Many women in sport are what I would define as elite – in their dedication, ability and focus. But the funding remains and caters only for when you are actively elite – part of a team or individual lucky enough to qualify for funding and professional support.

When that funding isn’t there, resources are stretched and often we forget the player who has broken their collar bone or damaged their ACL. Often feeling like ‘scrap’ and these now too common problems are only highlighted when a famous footballer such as “Gazza” or others turn to gambling, drink, drink, drugs or in some cases suicide.

By writing this blog I hope to make coaches out there aware that a call and reassurance to your players or athletes goes a long way. Longer than you may think. To a player, I emphasise this – you are not alone, reach out and accept support from those close to you. Don’t be scared to talk about how you feel.
To the general population I want to raise awareness of this serious issue – when the daily dedication and commitment to sport, or anything for that matter, is suddenly pulled away, it can leave a deep scar and emptiness.

I am fortunate to be in the position that I am. That I have somehow landed on my feet (one works better than the other) is something that I am grateful for every day – being part of the sport I love. Credit to those who I hold nearest and dearest for not ringing my neck. They know who they are.

I have and always will be a reflective person. On reflection I should have spoken up, I should have asked for help and I could have done many more things. But somehow shame, embarrassment and denial can cause you to get lost. When you have nothing to be ashamed and embarrassed about. Believe me, I now know all too well.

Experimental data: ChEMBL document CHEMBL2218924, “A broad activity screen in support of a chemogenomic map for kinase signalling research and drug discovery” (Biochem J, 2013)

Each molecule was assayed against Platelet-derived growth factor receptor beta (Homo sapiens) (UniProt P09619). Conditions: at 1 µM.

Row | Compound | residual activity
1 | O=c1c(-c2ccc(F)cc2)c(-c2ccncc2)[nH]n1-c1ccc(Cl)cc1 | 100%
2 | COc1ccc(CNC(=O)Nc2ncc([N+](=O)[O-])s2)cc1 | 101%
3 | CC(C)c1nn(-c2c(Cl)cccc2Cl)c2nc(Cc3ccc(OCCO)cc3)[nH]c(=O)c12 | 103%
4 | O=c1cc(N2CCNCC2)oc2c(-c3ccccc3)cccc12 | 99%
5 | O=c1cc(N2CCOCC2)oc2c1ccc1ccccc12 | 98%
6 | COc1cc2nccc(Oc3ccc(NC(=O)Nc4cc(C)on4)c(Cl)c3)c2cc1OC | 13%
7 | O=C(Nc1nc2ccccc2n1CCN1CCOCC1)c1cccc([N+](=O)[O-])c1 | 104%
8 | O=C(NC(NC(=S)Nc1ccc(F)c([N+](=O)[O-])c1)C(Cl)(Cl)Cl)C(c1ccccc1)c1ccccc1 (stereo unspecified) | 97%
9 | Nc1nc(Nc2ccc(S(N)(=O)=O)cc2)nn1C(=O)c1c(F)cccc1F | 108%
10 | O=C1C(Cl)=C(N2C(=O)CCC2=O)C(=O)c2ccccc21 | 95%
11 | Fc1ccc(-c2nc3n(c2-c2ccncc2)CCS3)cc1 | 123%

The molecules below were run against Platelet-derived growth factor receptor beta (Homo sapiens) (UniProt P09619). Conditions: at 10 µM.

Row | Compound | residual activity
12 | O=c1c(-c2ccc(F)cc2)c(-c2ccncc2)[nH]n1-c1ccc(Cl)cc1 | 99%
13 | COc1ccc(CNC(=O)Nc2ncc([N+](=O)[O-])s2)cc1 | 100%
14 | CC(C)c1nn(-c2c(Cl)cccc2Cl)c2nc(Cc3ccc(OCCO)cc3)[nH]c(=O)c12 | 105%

For those that know me, this blog will likely come as a surprise. On the outside I am happy, jovial, serious when needed and a confident individual. The tone of this blog is not full of my usual sarcasm, but rather a stern message – please be aware and do more for these individuals who become injured. We need to be better. We need to be alert when team mates with injuries are quiet, or withdrawn – call them up for coffee, keep them in group messages about games and training. KEEP THEM IN THE GAME whether it’s hockey, sailing, netball, basketball, badminton or curling. I know that my journey is shared by someone you know.

Whilst writing this I felt very vulnerable and exposed. I now realise I have pretty much been a closed book and now I am leaving myself open. I will face criticism, no doubt and questions I couldn’t answer before now. Even now, I probably still cannot answer them all. But I will try my best, which is what I do throughout all areas of my life; football included.

I will continue to steer Glasgow City FC’s youth academy to be better on and off the pitch. Perhaps I will be asked to write again on how I intend to do it or what it is that I actually do – part two after self-realisation. For now though, there are no more important messages than the ones above.

15s Fin 51

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Join the discussion One Comment

  • Vincent Bryson says:

    A great and truly honest piece from someone I am proud to know. I hope this is the first of many Amy?